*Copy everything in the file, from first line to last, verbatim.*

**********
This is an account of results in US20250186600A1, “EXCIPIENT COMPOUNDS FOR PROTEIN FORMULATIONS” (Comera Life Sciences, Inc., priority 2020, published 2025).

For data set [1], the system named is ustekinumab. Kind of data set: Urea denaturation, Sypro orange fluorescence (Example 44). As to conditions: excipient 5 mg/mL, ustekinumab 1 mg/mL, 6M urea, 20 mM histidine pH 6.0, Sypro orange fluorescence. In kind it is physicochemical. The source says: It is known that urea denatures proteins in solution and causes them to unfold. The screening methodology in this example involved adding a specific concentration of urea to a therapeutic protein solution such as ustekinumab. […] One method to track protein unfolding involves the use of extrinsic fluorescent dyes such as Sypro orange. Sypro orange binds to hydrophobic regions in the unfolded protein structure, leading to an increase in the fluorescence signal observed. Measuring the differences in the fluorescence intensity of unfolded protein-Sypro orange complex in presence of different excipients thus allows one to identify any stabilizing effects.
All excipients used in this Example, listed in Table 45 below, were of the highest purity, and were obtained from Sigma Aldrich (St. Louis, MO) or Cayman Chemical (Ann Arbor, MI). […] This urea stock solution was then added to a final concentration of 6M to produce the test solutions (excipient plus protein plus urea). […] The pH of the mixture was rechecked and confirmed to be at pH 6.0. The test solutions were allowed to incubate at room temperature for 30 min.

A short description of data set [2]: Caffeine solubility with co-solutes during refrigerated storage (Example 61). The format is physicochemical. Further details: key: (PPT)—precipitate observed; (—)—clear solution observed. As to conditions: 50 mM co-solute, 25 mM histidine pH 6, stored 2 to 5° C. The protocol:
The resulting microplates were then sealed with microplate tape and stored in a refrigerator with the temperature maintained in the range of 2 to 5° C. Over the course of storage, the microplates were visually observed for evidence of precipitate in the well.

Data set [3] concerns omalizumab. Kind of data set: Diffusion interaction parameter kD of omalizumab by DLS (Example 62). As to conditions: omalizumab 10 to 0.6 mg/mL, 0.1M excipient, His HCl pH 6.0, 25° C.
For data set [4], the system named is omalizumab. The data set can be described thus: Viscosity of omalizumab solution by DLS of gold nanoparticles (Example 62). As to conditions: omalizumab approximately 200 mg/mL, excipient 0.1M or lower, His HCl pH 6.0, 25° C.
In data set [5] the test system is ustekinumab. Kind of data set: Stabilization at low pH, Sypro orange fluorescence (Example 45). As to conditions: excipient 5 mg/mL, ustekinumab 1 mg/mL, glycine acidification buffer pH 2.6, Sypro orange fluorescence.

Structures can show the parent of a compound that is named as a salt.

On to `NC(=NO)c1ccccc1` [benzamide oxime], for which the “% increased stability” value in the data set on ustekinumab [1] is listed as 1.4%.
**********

This is an account of results in US20250186600A1, “EXCIPIENT COMPOUNDS FOR PROTEIN FORMULATIONS” (Comera Life Sciences, Inc., priority 2020, published 2025).

For data set [1], the system named is ustekinumab. Kind of data set: Urea denaturation, Sypro orange fluorescence (Example 44). As to conditions: excipient 5 mg/mL, ustekinumab 1 mg/mL, 6M urea, 20 mM histidine pH 6.0, Sypro orange fluorescence. In kind it is physicochemical. The source says: It is known that urea denatures proteins in solution and causes them to unfold. The screening methodology in this example involved adding a specific concentration of urea to a therapeutic protein solution such as ustekinumab. […] One method to track protein unfolding involves the use of extrinsic fluorescent dyes such as Sypro orange. Sypro orange binds to hydrophobic regions in the unfolded protein structure, leading to an increase in the fluorescence signal observed. Measuring the differences in the fluorescence intensity of unfolded protein-Sypro orange complex in presence of different excipients thus allows one to identify any stabilizing effects.
All excipients used in this Example, listed in Table 45 below, were of the highest purity, and were obtained from Sigma Aldrich (St. Louis, MO) or Cayman Chemical (Ann Arbor, MI). […] This urea stock solution was then added to a final concentration of 6M to produce the test solutions (excipient plus protein plus urea). […] The pH of the mixture was rechecked and confirmed to be at pH 6.0. The test solutions were allowed to incubate at room temperature for 30 min.

A short description of data set [2]: Caffeine solubility with co-solutes during refrigerated storage (Example 61). The format is physicochemical. Further details: key: (PPT)—precipitate observed; (—)—clear solution observed. As to conditions: 50 mM co-solute, 25 mM histidine pH 6, stored 2 to 5° C. The protocol:
The resulting microplates were then sealed with microplate tape and stored in a refrigerator with the temperature maintained in the range of 2 to 5° C. Over the course of storage, the microplates were visually observed for evidence of precipitate in the well.

Data set [3] concerns omalizumab. Kind of data set: Diffusion interaction parameter kD of omalizumab by DLS (Example 62). As to conditions: omalizumab 10 to 0.6 mg/mL, 0.1M excipient, His HCl pH 6.0, 25° C.
For data set [4], the system named is omalizumab. The data set can be described thus: Viscosity of omalizumab solution by DLS of gold nanoparticles (Example 62). As to conditions: omalizumab approximately 200 mg/mL, excipient 0.1M or lower, His HCl pH 6.0, 25° C.
In data set [5] the test system is ustekinumab. Kind of data set: Stabilization at low pH, Sypro orange fluorescence (Example 45). As to conditions: excipient 5 mg/mL, ustekinumab 1 mg/mL, glycine acidification buffer pH 2.6, Sypro orange fluorescence.

Structures can show the parent of a compound that is named as a salt.

On to `NC(=NO)c1ccccc1` [benzamide oxime], for which the “% increased stability” value in the data set on ustekinumab [1] is listed as 1.4%.